We are in London for a few nights and squeezing in as many activities as possible. Obviously, a major focus of this was drinking. Finding cocktails here is pretty easy compared with continental Europe – within a few blocks of where we're staying there's Happiness Forgets and Callooh Callay, both excellent cocktail bars.
However, I was most excited about visiting Nightjar. We were recommended it by a friend in San Francisco. The menu online looked interesting, so I booked a table. There's no standing in the bar, and you have to have a table to get service. I booked about four days before, on a Tuesday, and could only get a table at 6pm.
It's behind an unassuming door just near Old Street underground station. The bouncer checks your name against a list, and sends you downstairs. After being in the daylight, heading down a candle-lit staircase was a little disorienting. At the bottom of the stairs, the maitre d' (is that even what they're called in a cocktail bar?) welcomed us and sat us down at a small table next to a cabinet of old liqueuers.
The menu had an incredible cover, with the Nightjar appearing on it multiple times. Throughout the night the silhouette of the bird was a recurring theme – punched into lemon-rinds or branded on the side of a mug.
The menu was extensive, sorted by pre-prohibition, prohibition, post-war and signature drinks. Most of the cocktails had at least one ingredient I'd never heard of. It took us a while to decide what to go for, but the bartender was helpful in pointing you towards certain things. With her help, I chose the New Orleans Daisy as it had chartreuse in it – but the bartender suggested I take it with gin. Turns out it comes in an owl-shaped container with a candied hibiscus flower and a peacock feather.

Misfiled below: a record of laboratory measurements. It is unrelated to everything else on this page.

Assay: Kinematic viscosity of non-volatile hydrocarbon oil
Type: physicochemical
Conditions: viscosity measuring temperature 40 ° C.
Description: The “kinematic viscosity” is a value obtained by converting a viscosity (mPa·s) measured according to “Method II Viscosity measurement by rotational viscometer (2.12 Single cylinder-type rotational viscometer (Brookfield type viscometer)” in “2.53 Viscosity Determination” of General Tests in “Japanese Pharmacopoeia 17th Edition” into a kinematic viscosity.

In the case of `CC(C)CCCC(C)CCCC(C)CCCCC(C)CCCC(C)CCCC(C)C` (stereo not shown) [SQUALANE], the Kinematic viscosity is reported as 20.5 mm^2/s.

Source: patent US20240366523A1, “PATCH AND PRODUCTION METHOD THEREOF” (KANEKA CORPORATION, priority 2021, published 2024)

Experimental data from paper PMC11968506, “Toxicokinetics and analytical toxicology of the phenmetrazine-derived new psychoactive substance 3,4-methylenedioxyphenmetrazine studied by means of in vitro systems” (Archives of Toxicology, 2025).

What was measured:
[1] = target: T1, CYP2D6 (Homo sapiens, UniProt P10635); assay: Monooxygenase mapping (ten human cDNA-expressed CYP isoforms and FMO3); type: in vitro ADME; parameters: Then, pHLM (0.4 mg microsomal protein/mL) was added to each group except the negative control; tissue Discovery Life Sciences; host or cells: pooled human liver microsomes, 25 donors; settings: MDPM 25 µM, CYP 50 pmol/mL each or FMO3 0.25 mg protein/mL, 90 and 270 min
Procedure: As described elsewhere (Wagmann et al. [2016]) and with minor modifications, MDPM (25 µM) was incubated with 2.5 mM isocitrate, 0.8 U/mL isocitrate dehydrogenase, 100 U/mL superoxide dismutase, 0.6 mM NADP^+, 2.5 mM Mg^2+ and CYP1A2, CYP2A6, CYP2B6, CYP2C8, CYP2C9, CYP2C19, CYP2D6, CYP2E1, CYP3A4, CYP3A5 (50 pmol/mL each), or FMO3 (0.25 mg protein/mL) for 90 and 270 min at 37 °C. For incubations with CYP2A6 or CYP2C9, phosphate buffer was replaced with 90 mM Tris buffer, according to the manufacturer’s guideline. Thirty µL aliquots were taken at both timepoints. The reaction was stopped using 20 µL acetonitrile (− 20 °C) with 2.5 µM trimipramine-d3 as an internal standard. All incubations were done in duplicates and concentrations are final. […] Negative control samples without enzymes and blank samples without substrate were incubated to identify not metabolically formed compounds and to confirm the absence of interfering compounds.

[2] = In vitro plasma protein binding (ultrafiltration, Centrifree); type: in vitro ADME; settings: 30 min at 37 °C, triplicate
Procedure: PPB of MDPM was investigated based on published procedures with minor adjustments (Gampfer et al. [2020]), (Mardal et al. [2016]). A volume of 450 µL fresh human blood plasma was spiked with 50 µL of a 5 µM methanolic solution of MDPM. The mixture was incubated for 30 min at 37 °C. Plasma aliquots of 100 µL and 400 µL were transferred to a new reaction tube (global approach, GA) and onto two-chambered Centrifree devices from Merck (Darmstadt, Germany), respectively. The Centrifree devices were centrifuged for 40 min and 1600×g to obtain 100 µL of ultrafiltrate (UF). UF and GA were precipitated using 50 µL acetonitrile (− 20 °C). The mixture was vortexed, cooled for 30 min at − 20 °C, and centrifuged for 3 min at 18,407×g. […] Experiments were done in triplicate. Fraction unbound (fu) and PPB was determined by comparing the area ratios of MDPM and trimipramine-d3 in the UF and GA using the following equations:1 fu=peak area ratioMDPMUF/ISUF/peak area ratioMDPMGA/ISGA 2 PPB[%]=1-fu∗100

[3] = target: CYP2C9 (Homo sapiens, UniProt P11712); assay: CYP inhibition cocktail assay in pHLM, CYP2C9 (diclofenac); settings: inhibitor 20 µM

It was really quite incredible. It had an almost buttery flavour with a nectar aftertaste.
Our friend went for the London Mule. The picture below doesn't quite convey the size of the mug: it was probably about 12 inches high. Most of that was packed ice. It was a great interpretation of the mule-style of drink.
I noticed another table received a cocktail in some sort of two-neck condensing flask. I asked what it was, and it's called the Forager's Shrub. Of course I went for that next.
The cocktail itself was in the bigger bulb. In the internal, smaller bulb was an oil with some dry ice (I think). It produced a vapour which I was instructed to smell. It smelt of pine and nettles, like a forest after some rain.
The bartender then poured the drink out – the fragrant oil into a chalice and the drink itself into a tumbler with ice. I was instructed to smell the oils before drinking. Sure, it was fairly pretentious but here's the thing – the smell really did make it taste different. And the cocktail was amazing, so I didn't care if I looked like a wally taking a big huff before every sip.
My last drink was a Marmalade Nº 2. It tasted exactly like a Seville orange marmalade – acidic, bitter, bursting with orange flavour. I loved it.
Other drinks we had but I didn't take pictures of:
- Bloody Mary – served in a hollowed-out squash (you can almost see it behind the Marmalade Nº 2 above)
- Name of the Samurai - served in an ochoko set inside a masu which had burnt herbs inside
- Secret Cocktail – a gin/egg white combination that was pretty tasty, but had icing sugar around the whole glass so was impossible to drink without getting sticky
- Deep Sea - had squid ink in it, and had nori around the rim of the glass
- Prarie Flip – had a garnish of a boiled quail's egg and had a weird garlicky taste... not sure I'd recommend this one
The cocktails weren't too expensive – between £8 and £12 was the average. Considering that such care went into not only the flavours, but also the decoration and presentation, I found it to be a worthwhile treat.
Nightjar serves innovative cocktails in both taste and presentation. I can see Hampton and I coming back here whenever we're in London.
9.6 / 10